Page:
Siem Reap-Angkor International Airport

Airport type: Public
Serves: Siem Reap
Elevation AMSL: 60 ft / 18 m
Coordinates: 13°24'38.40?N 103°48'46.22?E

Siem Reap-Angkor International Airport (IATA: REP, ICAO: VDSR) (French: Aéroport International De Siem Reap) is the airport in Cambodia handling the greatest number of passengers. It is located in Siem Reap, home of Angkor Wat. The full architecture design of the airport was developed by Archetype Group. Official inauguration of Siem Reap-Angkor International Airport's new terminal was in August 28, 2006.

As of 2008, extensions to the airport's apron and parking areas are taking place. Air Traffic Control is provided by CATS (Cambodia Air Traffic Services), with full approach and aerodrome VHF facilities being housed in the control tower, between the fire station and the domestic terminal. Area control is still provided from CATS Centre in Phnom Penh (Pochentong).

VHF frequencies used at Siem Reap are: Tower: 118.000 MHz (AM) Approach: 124.300 MHz (AM) ACC (FIR): 127.500 MHz (AM) Ground (apron): 121.750 MHz (AM) ATIS (WX): 129.950 MHz (AM) Tower – fire 3A: 143.750 MHz (FM) CATS are also responsible for clearing takeoffs and landings of tourist helicopters from the "Big Balloon" site, 3km away, near Angkor Wat. Both Helicopters Cambodia and Sokha Helicopters operate from the airport, with Sokha mainly operating from the Big Yellow Balloon site. The airport itself is located some 6km outside Siem Reap, just off National Route 6 north. Runway alignments are 23 & 05, with only 23 being used for takeoff, due to flight restrictions over Angkor temple.

Airlines and destinations

Airlines: Destinations
AirAsia: Kuala Lumpur
Asiana Airlines: Seoul-Incheon
Bangkok Airways: Bangkok-Suvarnabhumi
Cambodia Angkor Air: Ho Chi Minh City, Phnom Penh, Sihanoukville
China Eastern Airlines: Kunming, Nanning
China Southern Airlines: Guangzhou
Jetstar Asia: Singapore
Korean Air: Busan, Seoul-Incheon
Lao Airlines: Luang Prabang
Malaysia Airlines: Kuala Lumpur SilkAir: Da Nang, Singapore
Vietnam Airlines: Hanoi, Ho Chi Minh City, Luang Prabang


Length: 2,550 m
Width: 45 m, with shoulders 2.5 m. wide each
Perpendicular taxiway: 1 (length: 240 meters, width: 20 meters and 10 meters of shoulders).
Under construction: 1 (length: 600 meters, width: 23 meters and 15 meters of shoulders)
Number of stands: 8
Navigation aids and visual aids: VOR/DME; NDB; PAPI


Year: Total Passengers: Total Aircraft Movements
2001: 449,690: 12,407
2002: 572,664: 13,605
2003: 551,344: 11,965
2004: 799,743: 15,476
2005: 1,038,118: 16,923
2006: 1,360,390: 18,857
2007: 1,732,428: 22,014

Web Reference:

Siem Reap

Siem Reap, is a province located in northwestern Cambodia, on the shores of the Tonle Sap lake. The province came under the control of the Thai kingdom of Ayutthaya and was later returned to Cambodia in 1907 after French gunboat diplomacy pressured Thai concession of the area.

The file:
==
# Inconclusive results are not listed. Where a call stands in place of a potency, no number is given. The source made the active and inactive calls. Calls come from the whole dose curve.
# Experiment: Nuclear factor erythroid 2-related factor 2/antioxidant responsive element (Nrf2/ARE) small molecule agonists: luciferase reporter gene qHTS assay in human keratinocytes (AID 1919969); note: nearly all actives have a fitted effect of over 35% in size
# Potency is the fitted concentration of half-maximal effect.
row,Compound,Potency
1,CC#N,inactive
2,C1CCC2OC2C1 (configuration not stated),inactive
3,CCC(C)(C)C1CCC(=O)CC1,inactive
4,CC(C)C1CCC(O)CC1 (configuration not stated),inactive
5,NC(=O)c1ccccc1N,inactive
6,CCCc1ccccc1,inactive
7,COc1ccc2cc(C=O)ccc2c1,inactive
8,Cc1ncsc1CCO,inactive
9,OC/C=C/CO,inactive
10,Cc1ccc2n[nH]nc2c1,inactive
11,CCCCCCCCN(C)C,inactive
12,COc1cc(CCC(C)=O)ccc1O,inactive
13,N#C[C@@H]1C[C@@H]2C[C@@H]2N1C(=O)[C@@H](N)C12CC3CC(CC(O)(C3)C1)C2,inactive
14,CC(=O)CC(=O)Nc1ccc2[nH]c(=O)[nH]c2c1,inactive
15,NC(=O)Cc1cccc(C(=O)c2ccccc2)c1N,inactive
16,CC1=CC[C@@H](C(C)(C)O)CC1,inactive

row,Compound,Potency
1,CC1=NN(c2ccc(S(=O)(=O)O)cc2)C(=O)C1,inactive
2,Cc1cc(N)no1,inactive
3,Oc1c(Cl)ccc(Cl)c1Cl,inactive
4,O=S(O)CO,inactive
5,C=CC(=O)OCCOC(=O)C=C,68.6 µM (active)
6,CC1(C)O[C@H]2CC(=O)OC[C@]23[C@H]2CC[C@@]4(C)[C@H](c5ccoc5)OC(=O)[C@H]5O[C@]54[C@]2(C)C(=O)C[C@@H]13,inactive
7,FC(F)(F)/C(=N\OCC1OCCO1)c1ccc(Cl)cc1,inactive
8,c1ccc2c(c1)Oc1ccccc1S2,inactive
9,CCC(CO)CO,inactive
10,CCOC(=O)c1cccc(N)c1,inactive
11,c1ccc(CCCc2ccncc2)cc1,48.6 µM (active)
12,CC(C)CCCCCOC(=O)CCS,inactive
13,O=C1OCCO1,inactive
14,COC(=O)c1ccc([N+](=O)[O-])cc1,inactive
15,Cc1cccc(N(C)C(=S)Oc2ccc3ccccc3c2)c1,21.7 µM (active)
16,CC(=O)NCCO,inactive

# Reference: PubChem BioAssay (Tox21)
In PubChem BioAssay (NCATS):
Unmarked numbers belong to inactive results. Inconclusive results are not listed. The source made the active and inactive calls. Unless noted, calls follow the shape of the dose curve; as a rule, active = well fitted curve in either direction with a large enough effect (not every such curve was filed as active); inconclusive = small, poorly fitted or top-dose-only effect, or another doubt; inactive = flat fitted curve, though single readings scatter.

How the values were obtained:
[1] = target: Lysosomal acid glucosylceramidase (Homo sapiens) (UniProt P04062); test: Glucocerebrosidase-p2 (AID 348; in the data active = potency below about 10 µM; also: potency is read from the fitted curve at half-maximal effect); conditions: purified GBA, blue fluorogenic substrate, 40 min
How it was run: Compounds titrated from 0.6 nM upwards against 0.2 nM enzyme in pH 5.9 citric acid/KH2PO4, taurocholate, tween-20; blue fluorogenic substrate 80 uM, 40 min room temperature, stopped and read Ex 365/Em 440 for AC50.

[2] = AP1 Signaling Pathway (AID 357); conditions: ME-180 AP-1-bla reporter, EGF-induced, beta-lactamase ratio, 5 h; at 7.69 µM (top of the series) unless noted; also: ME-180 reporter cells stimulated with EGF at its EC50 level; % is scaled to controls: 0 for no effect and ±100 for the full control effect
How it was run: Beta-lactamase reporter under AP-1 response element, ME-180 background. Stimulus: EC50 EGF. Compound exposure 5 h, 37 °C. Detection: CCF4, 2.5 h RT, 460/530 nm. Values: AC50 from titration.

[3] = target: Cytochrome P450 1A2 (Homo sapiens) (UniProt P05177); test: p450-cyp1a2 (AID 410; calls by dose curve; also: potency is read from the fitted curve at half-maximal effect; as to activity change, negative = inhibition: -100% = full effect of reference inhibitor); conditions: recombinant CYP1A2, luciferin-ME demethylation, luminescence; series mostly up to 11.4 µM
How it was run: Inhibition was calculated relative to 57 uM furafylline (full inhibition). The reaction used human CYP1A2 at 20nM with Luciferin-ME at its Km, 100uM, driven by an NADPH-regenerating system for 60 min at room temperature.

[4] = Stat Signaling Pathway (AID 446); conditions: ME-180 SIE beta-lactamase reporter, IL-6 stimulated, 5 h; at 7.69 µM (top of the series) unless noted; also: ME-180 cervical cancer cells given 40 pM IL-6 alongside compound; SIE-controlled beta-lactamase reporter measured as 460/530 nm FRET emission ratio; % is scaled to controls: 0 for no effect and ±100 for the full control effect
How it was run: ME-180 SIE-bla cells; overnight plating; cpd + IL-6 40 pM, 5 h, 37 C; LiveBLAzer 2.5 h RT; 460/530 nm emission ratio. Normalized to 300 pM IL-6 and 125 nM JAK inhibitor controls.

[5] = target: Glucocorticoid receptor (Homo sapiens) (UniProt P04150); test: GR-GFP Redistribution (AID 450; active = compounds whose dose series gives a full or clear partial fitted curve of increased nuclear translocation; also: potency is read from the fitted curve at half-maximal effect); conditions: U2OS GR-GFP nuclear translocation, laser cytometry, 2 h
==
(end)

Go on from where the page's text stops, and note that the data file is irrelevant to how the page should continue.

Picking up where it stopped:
The area became part of a disputed territory between France and Siam (now Thailand) which led to the Franco-Thai War in 1941, resulting in victory for Thailand and a return back to Thai control. The province again reverted to Cambodia in 1946, after the end of WW2 and French diplomatic pressure. Today it is best known for the ruined temples of Angkor.

Located in northwest Cambodia, Siem Reap is a major tourist hub in Cambodia. The most recognizable of the temples, Angkor Wat, literally Capital Temple, was built by King Suryavarman II during the early 12th century. Other sites of interest near Siem Reap include Angkor Thom built by Jayavarman VII, Banteay Srei, Ta Prohm, as well as hundreds of other temple ruins. Angkor, and the surrounding area that would later become known as Siem Reap, faced repeated invasions from the Thais, and ceased to be the capital after a seven-month siege in 1431. The capital was moved to Phnom Penh in 1432, and then to Lovek and Oudong, before moving back to Phnom Penh in 1866. The temple ruins were visited by Western explorers and missionaries before the 19th century, but Henri Mouhot is generally seen as having 'discovered or really re-discovered' Angkor Wat in 1860.


The province is subdivided into 12 districts, 100 communes and 907 villages.
1701    Angkor Chum
1702    Angkor Thom
1703    Banteay Srei
1704    Chi Kraeng
1706    Kralanh
1707    Puok
1709    Prasat Bakong
1710    Siem Reap
1711    Sout Nikom
1712    Srei Snam
1713    Svay Leu
1714    Variin

 Siem Reap International Airport, Siem Reap, Cambodia Map


This webpage was updated 27th January 2020